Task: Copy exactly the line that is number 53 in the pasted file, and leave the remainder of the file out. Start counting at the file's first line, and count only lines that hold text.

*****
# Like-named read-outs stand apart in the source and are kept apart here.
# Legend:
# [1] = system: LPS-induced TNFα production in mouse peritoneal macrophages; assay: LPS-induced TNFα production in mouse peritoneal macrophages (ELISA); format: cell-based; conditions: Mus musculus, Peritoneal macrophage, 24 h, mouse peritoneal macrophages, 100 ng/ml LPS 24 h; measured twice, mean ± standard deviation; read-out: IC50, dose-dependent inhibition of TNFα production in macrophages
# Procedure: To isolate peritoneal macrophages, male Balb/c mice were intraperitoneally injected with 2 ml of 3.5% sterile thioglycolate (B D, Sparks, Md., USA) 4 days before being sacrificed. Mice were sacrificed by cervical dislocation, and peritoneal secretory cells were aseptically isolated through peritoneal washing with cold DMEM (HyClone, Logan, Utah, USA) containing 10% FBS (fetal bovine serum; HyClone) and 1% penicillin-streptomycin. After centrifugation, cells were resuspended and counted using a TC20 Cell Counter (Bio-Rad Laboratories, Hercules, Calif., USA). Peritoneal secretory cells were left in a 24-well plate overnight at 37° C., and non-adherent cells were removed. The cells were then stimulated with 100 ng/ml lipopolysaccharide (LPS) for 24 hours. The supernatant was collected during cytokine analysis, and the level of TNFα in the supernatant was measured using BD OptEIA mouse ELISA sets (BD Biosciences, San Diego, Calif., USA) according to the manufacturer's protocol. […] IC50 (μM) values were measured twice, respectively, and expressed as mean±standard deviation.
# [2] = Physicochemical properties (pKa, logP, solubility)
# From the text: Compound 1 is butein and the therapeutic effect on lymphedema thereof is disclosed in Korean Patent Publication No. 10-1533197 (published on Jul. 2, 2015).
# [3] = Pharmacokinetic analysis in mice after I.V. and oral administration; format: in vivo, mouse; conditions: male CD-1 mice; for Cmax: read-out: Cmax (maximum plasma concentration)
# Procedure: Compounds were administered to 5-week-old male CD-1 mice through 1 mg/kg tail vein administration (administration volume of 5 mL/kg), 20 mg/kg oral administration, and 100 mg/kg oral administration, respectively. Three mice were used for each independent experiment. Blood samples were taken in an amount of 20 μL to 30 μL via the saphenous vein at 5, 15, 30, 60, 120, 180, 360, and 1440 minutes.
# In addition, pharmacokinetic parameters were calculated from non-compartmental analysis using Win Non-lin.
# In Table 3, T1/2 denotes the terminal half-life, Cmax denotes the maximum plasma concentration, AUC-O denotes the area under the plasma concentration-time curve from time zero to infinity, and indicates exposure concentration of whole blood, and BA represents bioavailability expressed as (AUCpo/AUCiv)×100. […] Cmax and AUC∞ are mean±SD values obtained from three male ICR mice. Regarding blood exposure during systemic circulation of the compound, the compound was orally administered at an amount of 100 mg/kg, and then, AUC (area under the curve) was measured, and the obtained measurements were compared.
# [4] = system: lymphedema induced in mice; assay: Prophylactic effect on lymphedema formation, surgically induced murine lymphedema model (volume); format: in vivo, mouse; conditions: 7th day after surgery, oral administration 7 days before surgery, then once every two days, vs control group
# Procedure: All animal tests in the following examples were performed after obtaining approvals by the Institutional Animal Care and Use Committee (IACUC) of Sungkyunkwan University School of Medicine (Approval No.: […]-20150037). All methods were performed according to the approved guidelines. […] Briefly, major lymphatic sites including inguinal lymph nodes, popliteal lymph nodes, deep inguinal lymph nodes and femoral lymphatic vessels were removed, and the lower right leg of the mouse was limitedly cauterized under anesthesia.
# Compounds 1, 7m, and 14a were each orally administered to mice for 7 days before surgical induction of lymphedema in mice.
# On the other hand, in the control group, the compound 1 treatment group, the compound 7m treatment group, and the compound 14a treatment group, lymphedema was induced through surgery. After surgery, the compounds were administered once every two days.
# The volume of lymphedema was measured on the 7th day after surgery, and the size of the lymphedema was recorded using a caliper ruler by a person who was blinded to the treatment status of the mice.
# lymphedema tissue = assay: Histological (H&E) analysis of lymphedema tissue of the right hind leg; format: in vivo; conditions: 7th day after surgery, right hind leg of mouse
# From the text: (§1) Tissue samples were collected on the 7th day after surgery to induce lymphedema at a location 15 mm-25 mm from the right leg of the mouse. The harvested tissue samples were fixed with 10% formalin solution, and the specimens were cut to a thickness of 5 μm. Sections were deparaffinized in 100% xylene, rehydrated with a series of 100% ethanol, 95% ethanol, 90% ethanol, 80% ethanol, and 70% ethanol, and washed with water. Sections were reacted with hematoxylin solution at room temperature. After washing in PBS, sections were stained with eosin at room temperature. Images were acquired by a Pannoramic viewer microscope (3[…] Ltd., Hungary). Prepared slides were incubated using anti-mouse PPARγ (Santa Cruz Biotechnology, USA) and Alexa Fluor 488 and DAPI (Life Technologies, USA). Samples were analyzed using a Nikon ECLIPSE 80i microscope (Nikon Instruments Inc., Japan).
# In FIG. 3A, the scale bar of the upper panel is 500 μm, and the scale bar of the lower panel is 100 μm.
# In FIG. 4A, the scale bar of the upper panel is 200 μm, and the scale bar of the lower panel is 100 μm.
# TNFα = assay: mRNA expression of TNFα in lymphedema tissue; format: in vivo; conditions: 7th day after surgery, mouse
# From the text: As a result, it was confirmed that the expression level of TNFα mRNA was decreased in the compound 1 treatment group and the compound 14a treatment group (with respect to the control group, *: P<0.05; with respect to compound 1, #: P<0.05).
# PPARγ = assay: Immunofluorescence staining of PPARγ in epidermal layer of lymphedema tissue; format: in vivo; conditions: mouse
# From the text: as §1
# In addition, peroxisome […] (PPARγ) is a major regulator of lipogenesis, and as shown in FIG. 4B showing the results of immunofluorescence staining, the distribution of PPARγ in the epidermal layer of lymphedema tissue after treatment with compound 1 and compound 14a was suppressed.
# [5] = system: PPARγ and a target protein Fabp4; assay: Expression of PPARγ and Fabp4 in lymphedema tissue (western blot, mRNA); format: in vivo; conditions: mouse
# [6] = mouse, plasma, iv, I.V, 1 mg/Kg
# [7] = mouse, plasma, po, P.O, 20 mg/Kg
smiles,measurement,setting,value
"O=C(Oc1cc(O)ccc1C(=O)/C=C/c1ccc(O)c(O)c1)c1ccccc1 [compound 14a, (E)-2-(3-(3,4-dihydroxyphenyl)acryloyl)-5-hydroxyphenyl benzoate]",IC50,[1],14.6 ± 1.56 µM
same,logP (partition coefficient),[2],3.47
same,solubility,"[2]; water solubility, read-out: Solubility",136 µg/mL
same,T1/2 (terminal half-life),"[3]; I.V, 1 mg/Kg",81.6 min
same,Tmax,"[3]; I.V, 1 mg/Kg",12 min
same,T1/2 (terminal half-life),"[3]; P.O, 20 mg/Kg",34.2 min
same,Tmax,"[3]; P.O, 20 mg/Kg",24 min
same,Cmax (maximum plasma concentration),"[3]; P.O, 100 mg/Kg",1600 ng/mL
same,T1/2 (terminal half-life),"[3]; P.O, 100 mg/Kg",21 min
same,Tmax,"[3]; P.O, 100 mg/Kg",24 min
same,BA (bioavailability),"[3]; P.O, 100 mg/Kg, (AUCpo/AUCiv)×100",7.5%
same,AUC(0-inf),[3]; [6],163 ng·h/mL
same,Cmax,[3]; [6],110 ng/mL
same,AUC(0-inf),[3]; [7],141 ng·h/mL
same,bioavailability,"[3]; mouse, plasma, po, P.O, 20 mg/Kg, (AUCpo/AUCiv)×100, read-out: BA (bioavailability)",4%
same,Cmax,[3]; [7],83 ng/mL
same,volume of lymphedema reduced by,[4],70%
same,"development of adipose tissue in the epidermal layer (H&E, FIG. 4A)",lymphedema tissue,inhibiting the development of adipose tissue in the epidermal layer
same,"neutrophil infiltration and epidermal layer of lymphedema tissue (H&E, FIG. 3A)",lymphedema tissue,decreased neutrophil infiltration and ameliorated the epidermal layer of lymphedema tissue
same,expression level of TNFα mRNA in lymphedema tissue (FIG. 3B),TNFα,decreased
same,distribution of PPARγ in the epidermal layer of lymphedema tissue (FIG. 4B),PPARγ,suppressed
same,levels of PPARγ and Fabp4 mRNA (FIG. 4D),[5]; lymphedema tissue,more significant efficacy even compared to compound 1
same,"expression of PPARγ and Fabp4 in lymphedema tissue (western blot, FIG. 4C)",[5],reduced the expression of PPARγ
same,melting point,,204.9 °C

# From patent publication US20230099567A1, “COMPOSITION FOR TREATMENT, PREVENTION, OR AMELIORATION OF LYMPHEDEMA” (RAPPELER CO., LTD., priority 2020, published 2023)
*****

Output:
# From patent publication US20230099567A1, “COMPOSITION FOR TREATMENT, PREVENTION, OR AMELIORATION OF LYMPHEDEMA” (RAPPELER CO., LTD., priority 2020, published 2023)